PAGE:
Bullion Delays Get Longer|
January 07, 2013
Since the last time I reported the occurrence of slower deliveries of some bullion-priced gold and silver coins and ingots, supplies have gotten even tighter. As a result, even more premiums are inching upward.
On Monday morning, here is what one major wholesaler was reporting for delayed availability: In gold coins and bars: Half-ounce and tenth-ounce American Eagles, 1-ounce Buffaloes, Canadian Maple Leaves, South African 1 ounce Krugerrands, kilogram-sized gold bars, British sovereigns, Swiss and French 20 francs, Austrian 100 coronas, Mexican 50 pesos and Australian Kangaroos.
In silver coins and bars: U.S. silver American Eagles of all dates, Canadian silver Maple Leaves, 1 ounce Engelhard rounds and rectangles, 10-ounce Engelhard or Johnson Matthey bars, 100- ounce bars of any manufacturer and U.S. 90 percent silver coins.
If you look at the list of what is no longer available for immediate or short-delay delivery against the products that can still be acquired fast, there is one general rule: Products for sale at lower premiums above metal value tend to be in the shortest supply. Higher premium gold coins such as the U.S. gold American Eagles, Austrian Philharmonics and 2013-dated Chinese Pandas are still obtainable with no or minimal delays.
This past week we finally received a multi-hundred coin order of Austrian 100 coronas after a four-week delay. Future orders of this low-premium gold coin will take even longer for delivery.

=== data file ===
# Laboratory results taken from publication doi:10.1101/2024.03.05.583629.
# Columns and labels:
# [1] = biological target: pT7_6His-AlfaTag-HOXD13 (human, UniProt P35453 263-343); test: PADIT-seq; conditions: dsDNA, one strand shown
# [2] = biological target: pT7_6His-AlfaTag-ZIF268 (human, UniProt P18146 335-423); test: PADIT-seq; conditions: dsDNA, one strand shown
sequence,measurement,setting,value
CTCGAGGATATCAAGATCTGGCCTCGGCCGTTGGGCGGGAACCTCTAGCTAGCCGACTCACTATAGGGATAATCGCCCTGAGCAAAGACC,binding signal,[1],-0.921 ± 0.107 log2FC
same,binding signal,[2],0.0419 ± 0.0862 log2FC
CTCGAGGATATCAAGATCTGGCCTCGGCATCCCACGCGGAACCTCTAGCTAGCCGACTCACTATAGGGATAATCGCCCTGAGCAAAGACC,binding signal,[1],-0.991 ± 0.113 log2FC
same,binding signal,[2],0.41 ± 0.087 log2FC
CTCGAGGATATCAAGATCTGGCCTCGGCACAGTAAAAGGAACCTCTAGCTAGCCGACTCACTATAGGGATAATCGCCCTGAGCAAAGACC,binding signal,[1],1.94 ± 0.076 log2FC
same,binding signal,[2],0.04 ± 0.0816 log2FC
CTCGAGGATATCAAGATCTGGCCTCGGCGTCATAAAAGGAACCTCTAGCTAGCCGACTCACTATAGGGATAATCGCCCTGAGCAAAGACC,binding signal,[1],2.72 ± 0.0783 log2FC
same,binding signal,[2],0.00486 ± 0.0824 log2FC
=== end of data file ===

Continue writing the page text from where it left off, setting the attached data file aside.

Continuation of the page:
Perhaps the most notable premium increase is in earlier-dated U.S. silver American Eagles The 1996-dated coins, the lowest mintage year, were already trading at premium prices. Now other dates such as 1986 and 1994-dated coins have developed significant premiums. The primary distributors have apparently already sold out this week’s first release of silver Eagles. Those now wanting to make a purchase may have to wait until the next release to take delivery.
In the first three trading days of 2013, Jan. 2-4, my company’s bullion sales exceeded the company’s total sales for the year 1982. Since gold and silver prices are only three to four times what they were back in 1982, obviously we are selling a far greater quantity of ounces of precious metals. I have heard similar stories of unusually high trading volume from other major bullion retailers.
The last time we saw such a strong surge in demand for physical precious metals was in late 2008. At that time, premiums rose significantly. At the peak, customers were paying 35-45 percent above melt for slightly delayed U.S. 90 percent silver coin because delivery of bars was two to four months delayed. Supplies of bullion-priced gold coins and bars were so tight that buyers jumped to purchase circulated common-date U.S. $10 and $20 gold pieces. It is not out of the question that we could see a return of such frenzied buying within the next few months.
Patrick A. Heller is the American Numismatic Association 2012 Harry Forman Numismatic Dealer of the Year Award winner. He owns Liberty Coin Service in Lansing, Mich., and writes “Liberty’s Outlook,” a monthly newsletter on rare coins and precious metals subjects. Past newsletter issues can be viewed at http://www.libertycoinservice.com. Other commentaries are available at Coin Week (http://www.coinweek.com and http://www.coininfo.com). He also writes a bi-monthly column on collectibles for The Greater Lansing Business Monthly (http://www.lansingbusinessmonthly.com/articles/department-columns).His radio show “Things You ‘Know’ That Just Aren’t So, And Important News You Need To Know” can be heard at 8:45 a.m. Wednesday and Friday mornings on 1320-AM WILS in Lansing (which streams live and becomes part of the audio and text archives posted at http://www.1320wils.com.
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